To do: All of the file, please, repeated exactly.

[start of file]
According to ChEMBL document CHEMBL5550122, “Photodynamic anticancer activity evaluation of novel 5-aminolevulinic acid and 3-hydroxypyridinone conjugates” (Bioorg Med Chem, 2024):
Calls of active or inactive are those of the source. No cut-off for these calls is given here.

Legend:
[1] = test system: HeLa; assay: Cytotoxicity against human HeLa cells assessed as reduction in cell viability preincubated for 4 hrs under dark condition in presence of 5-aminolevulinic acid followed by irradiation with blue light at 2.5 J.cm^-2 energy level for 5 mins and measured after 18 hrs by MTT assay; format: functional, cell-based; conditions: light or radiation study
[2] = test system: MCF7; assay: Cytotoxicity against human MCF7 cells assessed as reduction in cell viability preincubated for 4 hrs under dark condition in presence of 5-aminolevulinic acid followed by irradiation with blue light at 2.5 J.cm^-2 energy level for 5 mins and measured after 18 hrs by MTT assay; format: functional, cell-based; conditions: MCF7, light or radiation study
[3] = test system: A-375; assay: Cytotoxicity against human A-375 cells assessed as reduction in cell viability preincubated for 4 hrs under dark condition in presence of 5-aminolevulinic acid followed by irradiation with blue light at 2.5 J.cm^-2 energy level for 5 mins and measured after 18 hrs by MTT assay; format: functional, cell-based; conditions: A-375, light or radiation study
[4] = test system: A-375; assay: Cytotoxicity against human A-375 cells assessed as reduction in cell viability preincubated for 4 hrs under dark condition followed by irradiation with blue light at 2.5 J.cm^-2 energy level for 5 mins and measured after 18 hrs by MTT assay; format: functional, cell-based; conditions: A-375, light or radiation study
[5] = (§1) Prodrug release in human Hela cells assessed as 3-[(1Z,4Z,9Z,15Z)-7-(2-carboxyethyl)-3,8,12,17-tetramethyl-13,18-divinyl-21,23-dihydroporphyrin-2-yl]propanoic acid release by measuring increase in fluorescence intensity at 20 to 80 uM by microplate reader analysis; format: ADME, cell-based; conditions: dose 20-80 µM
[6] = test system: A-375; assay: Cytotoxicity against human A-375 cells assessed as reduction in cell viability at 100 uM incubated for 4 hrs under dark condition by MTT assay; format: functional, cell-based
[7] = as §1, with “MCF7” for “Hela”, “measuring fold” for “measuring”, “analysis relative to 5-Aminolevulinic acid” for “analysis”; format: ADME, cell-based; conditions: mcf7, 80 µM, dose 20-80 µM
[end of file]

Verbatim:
According to ChEMBL document CHEMBL5550122, “Photodynamic anticancer activity evaluation of novel 5-aminolevulinic acid and 3-hydroxypyridinone conjugates” (Bioorg Med Chem, 2024):
Calls of active or inactive are those of the source. No cut-off for these calls is given here.

Legend:
[1] = test system: HeLa; assay: Cytotoxicity against human HeLa cells assessed as reduction in cell viability preincubated for 4 hrs under dark condition in presence of 5-aminolevulinic acid followed by irradiation with blue light at 2.5 J.cm^-2 energy level for 5 mins and measured after 18 hrs by MTT assay; format: functional, cell-based; conditions: light or radiation study
[2] = test system: MCF7; assay: Cytotoxicity against human MCF7 cells assessed as reduction in cell viability preincubated for 4 hrs under dark condition in presence of 5-aminolevulinic acid followed by irradiation with blue light at 2.5 J.cm^-2 energy level for 5 mins and measured after 18 hrs by MTT assay; format: functional, cell-based; conditions: MCF7, light or radiation study
[3] = test system: A-375; assay: Cytotoxicity against human A-375 cells assessed as reduction in cell viability preincubated for 4 hrs under dark condition in presence of 5-aminolevulinic acid followed by irradiation with blue light at 2.5 J.cm^-2 energy level for 5 mins and measured after 18 hrs by MTT assay; format: functional, cell-based; conditions: A-375, light or radiation study
[4] = test system: A-375; assay: Cytotoxicity against human A-375 cells assessed as reduction in cell viability preincubated for 4 hrs under dark condition followed by irradiation with blue light at 2.5 J.cm^-2 energy level for 5 mins and measured after 18 hrs by MTT assay; format: functional, cell-based; conditions: A-375, light or radiation study
[5] = (§1) Prodrug release in human Hela cells assessed as 3-[(1Z,4Z,9Z,15Z)-7-(2-carboxyethyl)-3,8,12,17-tetramethyl-13,18-divinyl-21,23-dihydroporphyrin-2-yl]propanoic acid release by measuring increase in fluorescence intensity at 20 to 80 uM by microplate reader analysis; format: ADME, cell-based; conditions: dose 20-80 µM
[6] = test system: A-375; assay: Cytotoxicity against human A-375 cells assessed as reduction in cell viability at 100 uM incubated for 4 hrs under dark condition by MTT assay; format: functional, cell-based
[7] = as §1, with “MCF7” for “Hela”, “measuring fold” for “measuring”, “analysis relative to 5-Aminolevulinic acid” for “analysis”; format: ADME, cell-based; conditions: mcf7, 80 µM, dose 20-80 µM